Thin Line

By Christopher Johnson

For the Record, Again: It's worth noting that Ari Brown, who works at Weekly Alibi, has her own tale to tell about our local "paper of record." Brown, who is one of the two staff members with any sort of degree in journalism (the other is Associate Editor Jessica English), mentioned that one of the exercises she performed in J-school was the lost art of writing obituaries. I say "lost" because Brown was forced to write and pay for her grandmother-in-law's obituary. With the cost more than $100, the advertising representative at the time suggested she could save a little money by cutting out "all those names" of family members.

An End to the Lies: Locally produced Lies Magazine has put out its final edition. The magazine, which first appeared in nascent form in October 1994, has called it quits with issue number 17 according to head guy and Editor Matt Worley. Worley, who produces Lies with his brother Aaron Worley--listed as "Damn Nice Editor"--told Weekly Alibi that part of the impetus for starting his own publication was "frustration at not being able to write for anybody." Worley did write for The Daily Lobo from 1992 to 1993 but then graduated and needed a new outlet. Worley currently does design and layout for The Albuquerque Tribune and occasionally writes for the daily as well. For the most part these days, Worley is sating his love of writing by shopping plays and theatrical scripts around Los Angeles.

He told Weekly Alibi that the main reason for putting Lies to rest was "money and time," as well as the closure in January of one of the larger companies responsible for the national distribution of smaller publications like Lies. As for future plans Worley stated: "At the moment I'm going to stay out of the publishing business for awhile. I learned a lot of lessons, but I don't think I want to jump back into it too soon."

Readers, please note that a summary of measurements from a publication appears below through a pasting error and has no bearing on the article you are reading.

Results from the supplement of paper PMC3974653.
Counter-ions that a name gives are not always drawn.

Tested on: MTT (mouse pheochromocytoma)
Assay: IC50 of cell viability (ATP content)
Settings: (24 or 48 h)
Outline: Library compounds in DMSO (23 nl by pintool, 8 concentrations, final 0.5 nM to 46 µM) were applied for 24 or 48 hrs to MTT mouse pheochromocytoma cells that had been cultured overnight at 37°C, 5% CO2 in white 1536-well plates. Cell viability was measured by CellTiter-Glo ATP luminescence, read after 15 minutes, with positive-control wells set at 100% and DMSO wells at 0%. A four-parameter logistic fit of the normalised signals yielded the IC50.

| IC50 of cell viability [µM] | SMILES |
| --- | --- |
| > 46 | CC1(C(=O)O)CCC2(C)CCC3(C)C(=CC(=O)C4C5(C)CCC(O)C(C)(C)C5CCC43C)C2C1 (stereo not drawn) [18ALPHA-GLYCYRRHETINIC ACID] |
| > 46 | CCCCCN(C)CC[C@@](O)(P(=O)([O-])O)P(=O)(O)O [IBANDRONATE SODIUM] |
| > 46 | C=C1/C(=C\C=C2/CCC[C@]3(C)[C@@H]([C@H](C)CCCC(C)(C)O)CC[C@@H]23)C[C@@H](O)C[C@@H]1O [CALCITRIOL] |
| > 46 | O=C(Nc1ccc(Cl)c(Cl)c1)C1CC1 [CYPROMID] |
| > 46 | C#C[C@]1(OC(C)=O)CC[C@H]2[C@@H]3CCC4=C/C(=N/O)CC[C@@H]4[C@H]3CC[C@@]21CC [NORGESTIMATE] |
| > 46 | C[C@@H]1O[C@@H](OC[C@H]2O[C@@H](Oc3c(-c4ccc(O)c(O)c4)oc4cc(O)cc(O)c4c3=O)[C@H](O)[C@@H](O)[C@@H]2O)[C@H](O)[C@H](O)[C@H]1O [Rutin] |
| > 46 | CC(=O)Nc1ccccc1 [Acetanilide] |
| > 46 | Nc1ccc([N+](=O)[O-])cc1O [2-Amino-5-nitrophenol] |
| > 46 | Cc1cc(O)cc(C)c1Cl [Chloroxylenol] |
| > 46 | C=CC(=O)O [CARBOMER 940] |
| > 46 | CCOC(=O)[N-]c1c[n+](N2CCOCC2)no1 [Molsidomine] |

Editor's Note: The Sunday Journal contained a book review of prolific Albuquerque freelancer Brendan Doherty's new guidebook to Albuquerque. And though the Journal's veteran book editor, David Steinberg, provided some constructive criticism, there were some curious aspects to his article. Most interesting was the "Editor's note" concluding Steinberg's review.

This type of note usually serves to clarify necessary facts that don't readily flow into an article. The weird note, reproduced here in stunning shadowed glory, was particularly odd given that the first half is so incredibly subjective--and hence out of character--("I like Brendan ... "), leaving the much more appropriate second part ("Doherty used to free-lance for the Journal") looking rather awkward.

Perhaps the note was simply the result of Steinberg's massive Journal writing duties. Two frequent Journal freelancers have reported that Steinberg has written more than 40 articles in a single week! I asked Steinberg if he knew the number of pieces he contributed in a busy week, "I don't know, I don't count. ... I don't have the time." Perhaps with that much writing to do, Steinberg neither wrote nor saw the "Editor's note."

Being more prone to petty and bitter thoughts myself, I thought it more likely that the comment was merely incidence of sour grapes. Steinberg was not included in the roster of local writers and experts who wrote introductions for the book, one of which Steinberg described as "someone named Norma Jean, a local syndicated love-advice columnist." Maybe the review's headline reveals his true motivation, "Duke City guidebook could use an editor."

It's true that headlines are often changed later by someone other than the writer. In this case, because Steinberg is the Journal book editor--plus a regular writer of music and art--he probably approves all the final section galleys. If Doherty had just asked Steinberg to contribute some writing or helped with editing, all this awkwardness could have been avoided, and everything would be better for everyone.

Then, I would have been free to have written my investigative exposé on typefaces instead of this column.

--Christopher Johnson

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